We have our eyes opened by a 1980s Toyota Corolla
Modern cars are great but a drive in a 30-year-old Toyota coupe highlights what they're missing
In almost any measurable way you can think of, cars today are the best they’ve ever been. The latest showroom fresh metal is safer, greener, faster and more technologically advanced than at any time before. Hooray!
I guess progress has a habit of working like that, things are gradually but continually improved upon. Except, I’ve just spent a day driving an inauspicious sportscar from the early 80s and it’s got me thinking. Has the breakneck evolution of the motor car taken a wrong turn?
It all started when Toyota was kind enough to loan us a Corolla GT Coupe – the AE86 as it’s fondly known among its fans. The car is kept on Toyota’s press fleet for the express purpose of causing beautiful glistening tears to seep gently down the faces of wizened motoring hacks as their failing minds are transported back to the good old days.
"it’s a far, far, far cry from sports cars like its modern day successor - the GT86"
It’s a noble cause and it wasn’t hard to see what the fuss was about. This AE86 has covered less than 40,000 miles since its 80s prime and it’s in wonderful condition. The bodywork is pristine (we’d been given strict instructions to keep it that way), the engine fires with a box-fresh enthusiasm and, if you listen carefully, the nightclub-spec blue velour interior resounds with the last days of disco.
The AE86 is less than 30 years old but it’s a far, far, far cry from sports cars like its modern day successor - the GT86. In this Corolla you use elbow grease to wind down the windows, get only the essential information from the analogue instruments and listen to whatever stations the wire radio antenna can get a fix on - unless you have some cassettes handy.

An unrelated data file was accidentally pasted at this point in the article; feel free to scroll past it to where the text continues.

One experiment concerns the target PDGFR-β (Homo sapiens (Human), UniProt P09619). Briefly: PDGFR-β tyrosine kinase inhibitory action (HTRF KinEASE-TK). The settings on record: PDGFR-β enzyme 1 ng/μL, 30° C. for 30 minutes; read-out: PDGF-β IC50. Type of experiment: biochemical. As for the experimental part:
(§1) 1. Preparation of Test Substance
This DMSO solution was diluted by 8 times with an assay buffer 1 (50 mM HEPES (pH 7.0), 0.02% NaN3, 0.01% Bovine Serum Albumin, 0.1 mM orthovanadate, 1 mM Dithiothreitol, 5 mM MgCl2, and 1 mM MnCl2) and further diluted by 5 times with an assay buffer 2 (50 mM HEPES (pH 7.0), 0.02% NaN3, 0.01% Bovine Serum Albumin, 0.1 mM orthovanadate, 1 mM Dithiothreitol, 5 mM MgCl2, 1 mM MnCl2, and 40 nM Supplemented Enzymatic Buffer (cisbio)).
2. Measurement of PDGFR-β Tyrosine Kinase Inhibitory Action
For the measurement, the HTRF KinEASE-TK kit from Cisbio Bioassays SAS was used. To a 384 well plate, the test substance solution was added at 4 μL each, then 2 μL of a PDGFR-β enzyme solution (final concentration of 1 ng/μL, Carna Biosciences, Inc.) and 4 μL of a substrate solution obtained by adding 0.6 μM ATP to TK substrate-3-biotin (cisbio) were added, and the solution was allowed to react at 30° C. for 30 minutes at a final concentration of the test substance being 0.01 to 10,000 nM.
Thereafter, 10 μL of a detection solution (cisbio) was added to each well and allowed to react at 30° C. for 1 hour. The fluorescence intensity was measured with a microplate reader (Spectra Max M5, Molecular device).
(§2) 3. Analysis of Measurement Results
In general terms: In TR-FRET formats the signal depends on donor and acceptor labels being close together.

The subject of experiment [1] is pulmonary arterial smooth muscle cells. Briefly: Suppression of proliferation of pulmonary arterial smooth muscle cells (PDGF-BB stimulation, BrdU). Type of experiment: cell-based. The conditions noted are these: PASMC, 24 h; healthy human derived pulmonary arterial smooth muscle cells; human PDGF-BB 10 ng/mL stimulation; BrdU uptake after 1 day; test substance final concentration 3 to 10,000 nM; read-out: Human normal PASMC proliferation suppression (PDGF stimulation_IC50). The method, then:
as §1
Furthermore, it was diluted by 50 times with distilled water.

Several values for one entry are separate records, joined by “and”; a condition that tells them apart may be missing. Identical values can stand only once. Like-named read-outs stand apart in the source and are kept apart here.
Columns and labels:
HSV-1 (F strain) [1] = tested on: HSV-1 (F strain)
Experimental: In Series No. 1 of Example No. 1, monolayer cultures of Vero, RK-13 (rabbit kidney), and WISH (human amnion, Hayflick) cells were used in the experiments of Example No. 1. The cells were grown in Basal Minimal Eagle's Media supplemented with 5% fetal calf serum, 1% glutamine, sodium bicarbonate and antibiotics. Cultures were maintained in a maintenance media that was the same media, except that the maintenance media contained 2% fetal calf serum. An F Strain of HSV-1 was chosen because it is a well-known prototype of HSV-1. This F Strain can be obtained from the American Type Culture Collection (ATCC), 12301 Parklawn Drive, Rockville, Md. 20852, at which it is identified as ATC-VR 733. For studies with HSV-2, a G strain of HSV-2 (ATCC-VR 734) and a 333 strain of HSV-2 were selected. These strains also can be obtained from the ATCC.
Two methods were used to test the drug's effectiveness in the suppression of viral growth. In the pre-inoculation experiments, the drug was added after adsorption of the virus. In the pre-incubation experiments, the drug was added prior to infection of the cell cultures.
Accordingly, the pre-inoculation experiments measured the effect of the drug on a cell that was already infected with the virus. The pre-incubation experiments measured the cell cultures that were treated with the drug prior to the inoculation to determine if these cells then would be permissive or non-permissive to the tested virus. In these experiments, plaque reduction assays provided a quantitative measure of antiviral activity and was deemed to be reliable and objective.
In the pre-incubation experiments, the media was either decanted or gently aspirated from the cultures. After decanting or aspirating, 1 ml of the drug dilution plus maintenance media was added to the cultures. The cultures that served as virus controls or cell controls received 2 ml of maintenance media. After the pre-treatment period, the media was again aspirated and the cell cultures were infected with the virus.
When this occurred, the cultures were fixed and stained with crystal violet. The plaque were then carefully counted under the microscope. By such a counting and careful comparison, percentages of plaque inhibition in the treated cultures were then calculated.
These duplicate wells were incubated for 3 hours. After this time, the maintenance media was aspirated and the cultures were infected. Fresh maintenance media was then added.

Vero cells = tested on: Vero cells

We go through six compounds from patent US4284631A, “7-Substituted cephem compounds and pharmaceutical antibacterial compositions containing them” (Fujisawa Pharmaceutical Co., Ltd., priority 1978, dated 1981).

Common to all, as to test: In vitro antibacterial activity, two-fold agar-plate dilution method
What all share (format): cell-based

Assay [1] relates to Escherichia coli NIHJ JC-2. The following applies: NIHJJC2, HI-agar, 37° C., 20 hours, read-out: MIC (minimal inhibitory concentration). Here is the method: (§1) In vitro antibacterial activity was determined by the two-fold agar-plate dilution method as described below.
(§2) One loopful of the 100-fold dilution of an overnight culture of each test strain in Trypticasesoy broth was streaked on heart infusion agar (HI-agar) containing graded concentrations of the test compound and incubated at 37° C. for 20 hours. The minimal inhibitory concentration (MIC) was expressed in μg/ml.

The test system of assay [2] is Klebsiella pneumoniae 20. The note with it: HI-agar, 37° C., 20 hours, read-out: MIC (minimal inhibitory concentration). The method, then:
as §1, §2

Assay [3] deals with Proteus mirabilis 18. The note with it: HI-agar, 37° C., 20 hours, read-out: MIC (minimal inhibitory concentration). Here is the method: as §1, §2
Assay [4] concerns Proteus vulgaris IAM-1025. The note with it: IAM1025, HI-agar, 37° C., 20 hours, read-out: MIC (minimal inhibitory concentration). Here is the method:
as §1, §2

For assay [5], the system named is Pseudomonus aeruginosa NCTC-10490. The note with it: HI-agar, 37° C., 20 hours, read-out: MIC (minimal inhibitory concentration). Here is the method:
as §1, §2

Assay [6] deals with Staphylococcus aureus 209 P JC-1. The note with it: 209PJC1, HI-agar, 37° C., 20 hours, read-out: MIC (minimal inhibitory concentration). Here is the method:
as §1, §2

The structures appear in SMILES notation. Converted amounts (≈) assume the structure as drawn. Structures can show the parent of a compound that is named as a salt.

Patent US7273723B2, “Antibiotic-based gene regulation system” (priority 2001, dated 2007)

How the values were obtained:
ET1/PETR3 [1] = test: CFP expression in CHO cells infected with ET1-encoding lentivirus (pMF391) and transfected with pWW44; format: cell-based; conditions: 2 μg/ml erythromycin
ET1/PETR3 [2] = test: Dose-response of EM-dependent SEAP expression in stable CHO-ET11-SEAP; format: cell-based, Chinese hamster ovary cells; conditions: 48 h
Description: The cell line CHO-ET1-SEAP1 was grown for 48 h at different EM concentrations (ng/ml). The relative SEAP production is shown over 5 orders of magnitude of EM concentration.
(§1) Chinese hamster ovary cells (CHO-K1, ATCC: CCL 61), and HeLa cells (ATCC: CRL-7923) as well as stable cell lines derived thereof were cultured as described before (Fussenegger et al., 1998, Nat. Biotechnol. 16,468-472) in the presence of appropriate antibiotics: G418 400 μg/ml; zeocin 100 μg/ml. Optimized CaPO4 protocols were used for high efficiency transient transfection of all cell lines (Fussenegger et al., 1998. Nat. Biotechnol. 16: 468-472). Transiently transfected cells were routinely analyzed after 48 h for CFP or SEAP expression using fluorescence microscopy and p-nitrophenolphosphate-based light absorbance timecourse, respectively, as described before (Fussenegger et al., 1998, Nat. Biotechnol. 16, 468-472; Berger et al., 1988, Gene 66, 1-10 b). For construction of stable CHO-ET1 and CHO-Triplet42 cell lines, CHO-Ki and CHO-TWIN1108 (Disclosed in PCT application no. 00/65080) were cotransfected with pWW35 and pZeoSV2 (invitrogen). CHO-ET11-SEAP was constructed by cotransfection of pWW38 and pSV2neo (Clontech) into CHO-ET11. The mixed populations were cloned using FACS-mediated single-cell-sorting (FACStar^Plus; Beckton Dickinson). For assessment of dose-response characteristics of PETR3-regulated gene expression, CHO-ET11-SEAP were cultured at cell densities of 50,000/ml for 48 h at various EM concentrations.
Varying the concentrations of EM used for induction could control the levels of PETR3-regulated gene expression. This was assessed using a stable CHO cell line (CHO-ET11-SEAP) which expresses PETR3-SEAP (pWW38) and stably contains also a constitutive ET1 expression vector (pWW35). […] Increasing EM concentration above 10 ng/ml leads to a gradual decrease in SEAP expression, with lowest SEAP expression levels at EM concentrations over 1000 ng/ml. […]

The closest the AE86 comes to high-tech is the infernal Clifford alarm system, which goes off when it sees fit and insists on an arcane sequence of button presses before you can start the engine.
None of this sounds very appealing but I’ve already conceded that modern cars are better in almost every respect. The key word here being almost.
When you drive the AE86 you instantly sense the absence of weight that comes from its compact size but also from this lack of the technological titbits that burden today’s cars. The 124hp engine that would struggle to shift a modern supermini with any verve gives the featherweight Toyota a mule-standard kick and the unassisted steering feels alive. It’s like driving a machine rather than a bank of computers.
"the AE86 is real, raw, unadulterated fun"
With the raucous aftermarket exhaust exposing the 1980s disregard for sound insulation and the driven rear wheels threatening to break loose at modest cornering speeds, the AE86 is real, raw, unadulterated fun.
You really feel like you’re driving it and it’s there where this 80s throwback surpasses so many modern cars. Too often, new cars today either have their driving experience sanitised by technology or are so capable and quick that approaching their limits on public roads is irresponsible or impossible.
The AE86 neatly shows how much of a laugh simplicity can be in a car, maybe we could do with a bit more of it…
Stay tuned to MSN Cars for our full AE86 v GT86 twin test and video...
First drive: Toyota GT86
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